The fight to capture the trench streamed backwards and forwards for a long time. Towards evening the last portion of trench was again in our hands.
In this section which I had captured with my platoon three fallen English soldiers lay close to each other dressed in the uniform of Highlanders. These in the night of 16-17 June were placed behind our trenches.
One of the fallen, according to the letter he had with him, was Corporal Bartlett. The tragedy which lay therein, namely that his father was saved from shipwreck, but that he had fallen after receiving the news from his Mother, made at the time a very deep impression on me.
This explains why in the course of many events of the long war I have never forgotten Corporal Bartlett. I can today see the three dead men before me. They were big fine men lying on top of the trench as if they were sleeping. There were no visible wounds on them. I cannot tell you how your son died, it must be supposed that he and his two comrades were killed outright through a bomb exploding in the neighbourhood.
Near by the bodies was also found an Oxford University circular, I picked it up on account of its contents and sent it to my parents with the two telegrams and letter.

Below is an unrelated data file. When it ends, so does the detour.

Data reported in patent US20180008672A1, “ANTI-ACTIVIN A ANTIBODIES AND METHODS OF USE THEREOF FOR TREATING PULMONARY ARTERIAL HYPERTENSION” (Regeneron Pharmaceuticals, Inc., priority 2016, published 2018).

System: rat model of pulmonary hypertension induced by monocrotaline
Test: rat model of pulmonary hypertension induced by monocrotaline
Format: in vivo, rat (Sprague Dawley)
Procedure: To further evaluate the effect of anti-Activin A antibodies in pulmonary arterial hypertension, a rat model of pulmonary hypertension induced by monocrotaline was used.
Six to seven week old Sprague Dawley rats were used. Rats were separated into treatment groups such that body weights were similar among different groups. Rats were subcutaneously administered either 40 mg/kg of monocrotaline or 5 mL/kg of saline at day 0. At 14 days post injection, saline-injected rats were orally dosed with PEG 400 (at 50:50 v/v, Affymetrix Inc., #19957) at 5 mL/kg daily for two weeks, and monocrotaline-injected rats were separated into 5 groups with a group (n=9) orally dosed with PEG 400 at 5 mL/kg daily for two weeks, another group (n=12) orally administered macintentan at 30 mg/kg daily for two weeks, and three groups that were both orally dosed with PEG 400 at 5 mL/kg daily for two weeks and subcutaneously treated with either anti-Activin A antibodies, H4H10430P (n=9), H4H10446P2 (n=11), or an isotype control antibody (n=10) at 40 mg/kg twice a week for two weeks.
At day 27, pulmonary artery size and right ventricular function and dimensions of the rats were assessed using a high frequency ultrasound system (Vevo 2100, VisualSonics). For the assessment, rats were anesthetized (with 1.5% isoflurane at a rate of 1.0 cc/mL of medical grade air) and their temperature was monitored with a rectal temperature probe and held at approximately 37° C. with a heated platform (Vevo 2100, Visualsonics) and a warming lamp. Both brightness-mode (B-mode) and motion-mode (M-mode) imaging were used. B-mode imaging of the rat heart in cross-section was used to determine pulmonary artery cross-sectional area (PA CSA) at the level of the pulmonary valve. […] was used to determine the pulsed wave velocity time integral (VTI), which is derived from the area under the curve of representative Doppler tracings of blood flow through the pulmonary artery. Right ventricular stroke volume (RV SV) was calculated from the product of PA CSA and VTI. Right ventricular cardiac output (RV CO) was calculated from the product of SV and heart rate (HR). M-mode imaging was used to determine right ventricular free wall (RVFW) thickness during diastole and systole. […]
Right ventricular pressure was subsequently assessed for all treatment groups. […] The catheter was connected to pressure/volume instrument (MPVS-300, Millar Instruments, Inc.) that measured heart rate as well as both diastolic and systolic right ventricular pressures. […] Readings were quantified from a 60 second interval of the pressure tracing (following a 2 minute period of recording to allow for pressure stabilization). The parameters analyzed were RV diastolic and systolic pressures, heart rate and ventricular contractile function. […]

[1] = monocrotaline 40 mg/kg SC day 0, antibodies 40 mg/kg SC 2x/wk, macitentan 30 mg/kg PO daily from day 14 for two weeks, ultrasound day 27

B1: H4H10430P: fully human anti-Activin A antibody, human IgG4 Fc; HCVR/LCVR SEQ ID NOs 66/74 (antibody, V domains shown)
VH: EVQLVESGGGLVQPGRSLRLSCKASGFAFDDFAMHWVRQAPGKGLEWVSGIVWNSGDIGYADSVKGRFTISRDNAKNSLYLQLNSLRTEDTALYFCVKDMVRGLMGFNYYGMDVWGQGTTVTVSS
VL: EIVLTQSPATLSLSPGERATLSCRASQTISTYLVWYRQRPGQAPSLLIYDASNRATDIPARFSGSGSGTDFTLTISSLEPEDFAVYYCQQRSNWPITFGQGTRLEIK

I do not know to this day whether the Oxford University circular was your son’s or one of his comrades. Should it have belonged to your son I shall be glad to send it to you. In a sheltered spot close by the dead men lay a wounded English soldier. This soldier was carried back during the night to the casualty clearing station by our R.A.M.C. men. If I remember rightly however, this soldier was not wearing Scottish uniform.
You would like to have more detailed information concerning your son’s grave. I have marked the place where I found your son with a small cross in the enclosed map. At the spot outside the trench he was buried with his two comrades just as we also in the changing fight were forced to bury our comrades quickly not far from the trench. It was not until autumn of 1915 that my regiment went out to rest in order to lay out its own cemetery in Polygon wood. Your son, therefore found his last resting place where he fell in the fight for his country. For the soldier there is happiness, for his relatives, pain, because they do not know where he lies.
I scarcely think it probable that the grave is still marked. The fight before Ypres went on bitterly for such a long time and I doubt whether any of the graves in the immediate neighbourhood of the front remained recognisable as such.
I myself went away in January 1916 from the Ypres front to another war area. Since that time I have not been to Ypres and I do not know therefore whether the many graves are all preserved.
That is all that I can tell you of your son to whom I rendered the last service and whose letter and telegrams now find their way to his Mother in England.
Dr. Med. Vet.
The burial position is indicated with a cross at the top righthand side of Railway Wood. Dr Schwirzke has written the following – ‘Hier lagen die 3 toten eng. soldaten’. Translated to – ‘Here were the 3 dead English soldiers’. This is the position where the Doctor states the bodies buried
Below is a modern aerial map indicating the position of the grave
The telegram found in Bartlett’s pocket